School years began for Abram at the age of seven in Gnadenheim. He attended elementary school for six years and high school for one year. Since he would have had to attend high school in the city, which was under communist control, his mother sent him to Slavgorod in 1922 to learn the trade of making and repairing shoes.
The years in Siberia were difficult. Abram’s father died in 1921 of typhoid fever. Had it not been for the food and clothing that they received from the Canadian and U.S. Mennonites, it is doubtful that they would have survived. Many people died of starvation and illness during that time.
In October 1926, Abram moved to Canada with his mother and siblings, settling in Osborne, Manitoba. He was baptized on 24 July 1929 by Jakob Penner in the LaSalle Mennonite Brethren (MB) Church. In November 1930 Abram moved to North Kildonan in Winnipeg. Abram met and married Katharina at the North End MB Church in Winnipeg.
In Canada, Abram went to work for people of the Holdeman faith to help earn money for the whole family to purchase a farm. This meant all of his earnings were given to the family. For a young man this was a great sacrifice, but he did it cheerfully. When the farm was purchased, Abram’s name was on the ownership papers as a partner.
Abram worked at various jobs, at times operating a shoe repair shop in Winnipeg. During World War II he was sentenced to one year in prison for refusing to serve in the armed forces because he was a conscientious objector. In the end he only served for five months. From 1944 to 1946 Abram and Katie ministered to the Indians at Poplar River in northern Manitoba.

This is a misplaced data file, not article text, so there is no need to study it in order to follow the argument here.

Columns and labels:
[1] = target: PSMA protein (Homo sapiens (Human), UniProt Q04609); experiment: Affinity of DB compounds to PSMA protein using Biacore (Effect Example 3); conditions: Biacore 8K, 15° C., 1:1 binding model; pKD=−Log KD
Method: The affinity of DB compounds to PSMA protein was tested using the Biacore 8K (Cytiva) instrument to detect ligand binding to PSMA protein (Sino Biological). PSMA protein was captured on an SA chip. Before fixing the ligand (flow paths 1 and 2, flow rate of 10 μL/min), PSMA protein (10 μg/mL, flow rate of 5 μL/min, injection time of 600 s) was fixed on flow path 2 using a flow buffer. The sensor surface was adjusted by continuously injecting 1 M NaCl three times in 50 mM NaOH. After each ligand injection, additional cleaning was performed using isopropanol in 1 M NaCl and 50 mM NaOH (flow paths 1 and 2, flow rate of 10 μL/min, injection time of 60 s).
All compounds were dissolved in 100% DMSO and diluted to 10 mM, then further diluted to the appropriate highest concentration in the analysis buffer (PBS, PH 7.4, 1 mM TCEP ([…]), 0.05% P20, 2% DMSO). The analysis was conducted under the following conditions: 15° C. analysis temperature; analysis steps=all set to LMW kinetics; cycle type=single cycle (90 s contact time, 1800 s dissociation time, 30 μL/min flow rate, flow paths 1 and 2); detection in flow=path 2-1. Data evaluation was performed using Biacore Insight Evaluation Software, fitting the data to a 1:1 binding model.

In May 1949 the family moved to British Columbia, settling in Clearbrook. For eight years they owned a shoe store after which Abram was a building contractor for three years.
In 1956 Abram was one of several men appointed to a committee by the British Columbia Conference of Mennonite Brethren Churches to conduct a feasibility study for the purposes of developing a personal care home. Although sufficient funding was not in place for the conference to act on the committee’s recommendation to build such a home, Abram and others formed the Tabor Home Society in 1959. When the home opened in 1961, Abram was appointed to be the first executive director, or "house father." Abram served in this capacity for 14 and a half years from 14 March 1961 to 30 September 1975, assisted by Katie. He also served fifteen years as an ordained minister.
In retirement, Abram had two vocations. One, which helped keep him in good physical condition, was reflexology. His other avocation was oil painting.
Abram was a man of much enthusiasm with a huge heart; someone who could speak to friends and strangers alike. He left a legacy of love and good will among his immediate and extended family as well as a warm smile in the hearts of all who remember him.
Friesen, Abram J. God’s Hand Upon My Life. 1986. Clearbrook, BC: A. J. Friesen, 1986.
Friesen, Gerry. The Friesens: Past and Present. Santa Barbara, CA: n. p., 1979.
GRANDMA (The Genealogical Registry and Database of Mennonite Ancestry) Database, 6.06 ed. Fresno, CA: California Mennonite Historical Society, 2011: #683115.
|Date Published||July 2011|
 Cite This Article
Falk, Betty. "Friesen, Abram J. (1907-2001)." Global Anabaptist Mennonite Encyclopedia Online. July 2011. Web. 3 May 2016. http://gameo.org/index.php?title=Friesen,_Abram_J._(1907-2001)&oldid=94741.
Falk, Betty. (July 2011). Friesen, Abram J. (1907-2001). Global Anabaptist Mennonite Encyclopedia Online. Retrieved 3 May 2016, from http://gameo.org/index.php?title=Friesen,_Abram_J._(1907-2001)&oldid=94741.
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